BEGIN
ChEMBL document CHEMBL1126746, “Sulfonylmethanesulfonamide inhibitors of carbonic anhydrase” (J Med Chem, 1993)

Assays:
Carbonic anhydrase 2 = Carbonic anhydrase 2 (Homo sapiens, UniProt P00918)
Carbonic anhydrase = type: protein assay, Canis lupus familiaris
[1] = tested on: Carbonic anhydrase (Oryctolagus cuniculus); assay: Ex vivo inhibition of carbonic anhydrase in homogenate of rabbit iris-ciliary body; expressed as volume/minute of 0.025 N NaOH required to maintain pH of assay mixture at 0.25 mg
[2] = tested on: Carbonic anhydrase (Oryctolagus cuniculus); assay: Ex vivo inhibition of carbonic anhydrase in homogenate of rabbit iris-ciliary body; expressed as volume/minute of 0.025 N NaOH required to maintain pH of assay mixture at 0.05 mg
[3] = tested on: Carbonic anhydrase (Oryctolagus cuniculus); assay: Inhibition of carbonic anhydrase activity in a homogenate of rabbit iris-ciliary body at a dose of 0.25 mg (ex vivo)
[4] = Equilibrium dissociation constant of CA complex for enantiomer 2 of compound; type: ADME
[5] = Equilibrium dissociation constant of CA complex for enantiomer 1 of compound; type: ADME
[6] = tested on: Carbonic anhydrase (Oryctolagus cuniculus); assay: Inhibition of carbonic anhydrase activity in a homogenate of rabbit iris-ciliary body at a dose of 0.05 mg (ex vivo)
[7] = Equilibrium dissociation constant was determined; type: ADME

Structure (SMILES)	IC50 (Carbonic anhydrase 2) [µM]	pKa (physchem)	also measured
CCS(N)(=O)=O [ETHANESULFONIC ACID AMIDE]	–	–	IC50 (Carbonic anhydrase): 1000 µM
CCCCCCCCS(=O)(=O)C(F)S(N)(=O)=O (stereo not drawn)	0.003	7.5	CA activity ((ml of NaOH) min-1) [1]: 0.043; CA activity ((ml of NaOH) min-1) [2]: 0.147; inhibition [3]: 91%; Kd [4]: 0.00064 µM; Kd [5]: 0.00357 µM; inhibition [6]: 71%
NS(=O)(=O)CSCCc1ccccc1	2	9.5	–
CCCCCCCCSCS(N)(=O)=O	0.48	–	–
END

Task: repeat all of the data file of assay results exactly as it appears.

ChEMBL document CHEMBL1126746, “Sulfonylmethanesulfonamide inhibitors of carbonic anhydrase” (J Med Chem, 1993)

Assays:
Carbonic anhydrase 2 = Carbonic anhydrase 2 (Homo sapiens, UniProt P00918)
Carbonic anhydrase = type: protein assay, Canis lupus familiaris
[1] = tested on: Carbonic anhydrase (Oryctolagus cuniculus); assay: Ex vivo inhibition of carbonic anhydrase in homogenate of rabbit iris-ciliary body; expressed as volume/minute of 0.025 N NaOH required to maintain pH of assay mixture at 0.25 mg
[2] = tested on: Carbonic anhydrase (Oryctolagus cuniculus); assay: Ex vivo inhibition of carbonic anhydrase in homogenate of rabbit iris-ciliary body; expressed as volume/minute of 0.025 N NaOH required to maintain pH of assay mixture at 0.05 mg
[3] = tested on: Carbonic anhydrase (Oryctolagus cuniculus); assay: Inhibition of carbonic anhydrase activity in a homogenate of rabbit iris-ciliary body at a dose of 0.25 mg (ex vivo)
[4] = Equilibrium dissociation constant of CA complex for enantiomer 2 of compound; type: ADME
[5] = Equilibrium dissociation constant of CA complex for enantiomer 1 of compound; type: ADME
[6] = tested on: Carbonic anhydrase (Oryctolagus cuniculus); assay: Inhibition of carbonic anhydrase activity in a homogenate of rabbit iris-ciliary body at a dose of 0.05 mg (ex vivo)
[7] = Equilibrium dissociation constant was determined; type: ADME

Structure (SMILES)	IC50 (Carbonic anhydrase 2) [µM]	pKa (physchem)	also measured
CCS(N)(=O)=O [ETHANESULFONIC ACID AMIDE]	–	–	IC50 (Carbonic anhydrase): 1000 µM
CCCCCCCCS(=O)(=O)C(F)S(N)(=O)=O (stereo not drawn)	0.003	7.5	CA activity ((ml of NaOH) min-1) [1]: 0.043; CA activity ((ml of NaOH) min-1) [2]: 0.147; inhibition [3]: 91%; Kd [4]: 0.00064 µM; Kd [5]: 0.00357 µM; inhibition [6]: 71%
NS(=O)(=O)CSCCc1ccccc1	2	9.5	–
CCCCCCCCSCS(N)(=O)=O	0.48	–	–